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The Bummer Of Davos…

By - January 26, 2007

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Is that nearly every session I attended where I got that unmistakable “Shit I have to post on this” feeling was, unfortunately, off the record. Last night Larry and Sergey sat down with Charlie Rose for an intimate chat at a private event. Off the record. Before that I spoke to a room full of Media Governors – the folks who run just about every major media company in the world. Off the record. Before that, a gathering of influential editors and journalists from all over the globe. Again, off the record.

You’ll have to trust me that the insights, conversations, and information I gathered will certainly inform the musings I post here. I just can’t be specific to the who, what, and where. Stay tuned…

UPDATE: Lots of comments take me and the WEF to task, and I need to clarify. Most of Davos was in fact on the record, I was noting that the stuff where I found the most insights tended to be off the record. And I am investigating whether some of what I heard was in fact subject to looser “Chatham House” rules where just the speaker cannot be identified. Overall, I do defend the practice of getting leaders together from time to time in an off the record environment, it allows them to share experiences openly and learn from them. I will be posting more thoughts on all of this over the coming week.


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9 thoughts on “The Bummer Of Davos…

  1. Trogdor says:

    So … you get to be in the WEF. You get to listen in on some amazing conversations. And you get to … do very little with this knowledge?! For someone who likes to inform people, this must be a very tough predicament.

    How hard might it be to make a random, unknown blog, and then post some more specific musings there, anonymously? And then … well, never link directly to it of course, but knowing what you do about SEO (or finding an expert), make it rank well all by itself …

    One can dream.

  2. Erik Dafforn says:

    Influential editors and journalists from all over the globe … and THEY want to be kept off the record?

    Glad Ernie Pyle’s not around to see this.

  3. Googly Eyed says:

    Nice to know elitism lives on.

  4. Peter says:

    C’mon, John. How about giving us a little taste?

  5. Tom Nocera says:

    Hey John, are you in Davos? Did you see the current DrudgeReport headline about Google’s regretting its decision about going to China? Due to the issue of censorship there, it turned out to be an error in judgment. It blamed their “Do no evil” as appearing hypocritical what with the governnment censorship issues there. The article also describes the Google 767. Sounds like it is spectacular. Have you been aboard it yet?

    I had looked forward to reading your take on what’s up with the movers and shakers at their annual bash in Davos. The problem of being there under their highly suspect censorship rule is that it suppresses information. It breeds distrust. So, what is the worst that can happen? No invitation next year? Don’t be a potted plant.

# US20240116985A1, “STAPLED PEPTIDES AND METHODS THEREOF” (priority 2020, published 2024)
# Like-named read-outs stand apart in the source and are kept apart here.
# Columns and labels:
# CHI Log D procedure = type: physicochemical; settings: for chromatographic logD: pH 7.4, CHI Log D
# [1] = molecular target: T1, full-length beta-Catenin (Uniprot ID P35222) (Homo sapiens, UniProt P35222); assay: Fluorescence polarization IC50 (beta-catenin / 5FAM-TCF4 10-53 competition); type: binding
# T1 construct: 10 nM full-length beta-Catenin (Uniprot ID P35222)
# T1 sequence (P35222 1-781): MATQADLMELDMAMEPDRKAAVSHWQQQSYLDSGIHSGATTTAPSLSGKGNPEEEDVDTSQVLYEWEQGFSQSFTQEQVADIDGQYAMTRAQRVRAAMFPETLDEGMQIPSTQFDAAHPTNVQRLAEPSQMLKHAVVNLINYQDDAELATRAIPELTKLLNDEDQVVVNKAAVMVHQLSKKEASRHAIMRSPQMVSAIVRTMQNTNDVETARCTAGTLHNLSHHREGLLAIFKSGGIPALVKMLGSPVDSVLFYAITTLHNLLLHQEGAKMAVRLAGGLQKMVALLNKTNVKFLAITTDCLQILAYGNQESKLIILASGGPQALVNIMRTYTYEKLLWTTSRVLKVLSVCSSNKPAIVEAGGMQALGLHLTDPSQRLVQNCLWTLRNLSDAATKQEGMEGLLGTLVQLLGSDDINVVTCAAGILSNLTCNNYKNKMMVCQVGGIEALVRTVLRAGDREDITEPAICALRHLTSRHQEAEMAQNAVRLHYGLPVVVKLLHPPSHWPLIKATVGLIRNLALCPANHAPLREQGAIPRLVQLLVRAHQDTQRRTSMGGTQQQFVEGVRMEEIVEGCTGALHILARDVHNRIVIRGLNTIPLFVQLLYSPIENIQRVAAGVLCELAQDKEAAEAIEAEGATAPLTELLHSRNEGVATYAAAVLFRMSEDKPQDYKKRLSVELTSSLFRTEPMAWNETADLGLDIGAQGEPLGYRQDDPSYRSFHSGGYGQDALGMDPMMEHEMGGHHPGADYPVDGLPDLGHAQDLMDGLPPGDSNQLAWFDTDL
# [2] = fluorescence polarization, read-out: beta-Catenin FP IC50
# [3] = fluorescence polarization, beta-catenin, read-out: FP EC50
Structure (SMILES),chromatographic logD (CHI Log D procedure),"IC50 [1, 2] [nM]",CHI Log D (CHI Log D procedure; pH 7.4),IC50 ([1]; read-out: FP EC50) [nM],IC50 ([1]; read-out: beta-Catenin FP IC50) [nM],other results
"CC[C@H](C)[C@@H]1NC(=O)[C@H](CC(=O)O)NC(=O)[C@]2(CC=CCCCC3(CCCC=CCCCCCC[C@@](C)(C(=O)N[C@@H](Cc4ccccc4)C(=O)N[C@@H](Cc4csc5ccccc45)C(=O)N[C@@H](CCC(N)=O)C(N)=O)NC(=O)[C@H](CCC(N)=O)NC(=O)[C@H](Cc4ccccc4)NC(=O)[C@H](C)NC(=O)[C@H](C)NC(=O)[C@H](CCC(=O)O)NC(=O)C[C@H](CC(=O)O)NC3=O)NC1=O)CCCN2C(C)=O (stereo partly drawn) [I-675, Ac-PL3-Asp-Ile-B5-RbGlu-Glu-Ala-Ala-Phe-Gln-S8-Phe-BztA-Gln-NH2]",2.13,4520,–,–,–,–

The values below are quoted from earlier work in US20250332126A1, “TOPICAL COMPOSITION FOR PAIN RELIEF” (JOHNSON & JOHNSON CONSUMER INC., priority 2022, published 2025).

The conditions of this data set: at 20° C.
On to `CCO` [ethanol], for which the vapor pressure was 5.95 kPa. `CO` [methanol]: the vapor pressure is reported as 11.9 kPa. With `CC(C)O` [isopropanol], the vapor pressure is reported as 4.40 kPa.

6. Jake says:

    That’s funny, I thought the idea that an aristocracy could best determine the fate of the world went out with the nineteenth century.

    I think the people at Davos really are brilliant, and they really are influential. But by failing to dare to share their insights with the world at large, they perpetuate a system where the “little people” are kept out of the dialog about the great ideas and problems of our time. It self-reinforces the power, connections, and privilege that this group of mega-wealthy people already have.

    As a journalist, it’s your _job_ to inform people about the big news in the world. Posting about how you have access to insight that we will never hear borders on what I consider to be a journalistic sin.

    Sorry if it seems so harsh, but a post that tells us how cool it is you got to learn all this neat stuff and how much better it will make your blog comes across as a little crass.

  7. Will Davies says:

    How fascinating. Please tell, pleeeeease! I’m on the edge of my seat.

    Actually on second thoughts, don’t. Was it something along the lines of – new media is really new and disruptive, and wow those chinese people are producing a lot of goods, and people who don’t adapt in this new global age will lose out to those who do, and this is the age of people power, and we need to show leadership, trust and…

    Honestly, your idea of what really needs to be written about may not be a great barometer, but pretending that it’s top secret is, I grant you, probably the best way of packaging it.

  8. John says:

    This post convinced me that I don’t need your feed anymore. And I do not think my company will be hiring you in the future either. We have enough “secrets” in politics, let alone it seeping into journalism. Even that is not as bad as actually writing about “nah nah I know something you don’t know.” Childish and professionally awkward at best.

    Enjoy being part of the annual elite bash called Davos. But not at the expense of the masses.

    Good bye and good luck!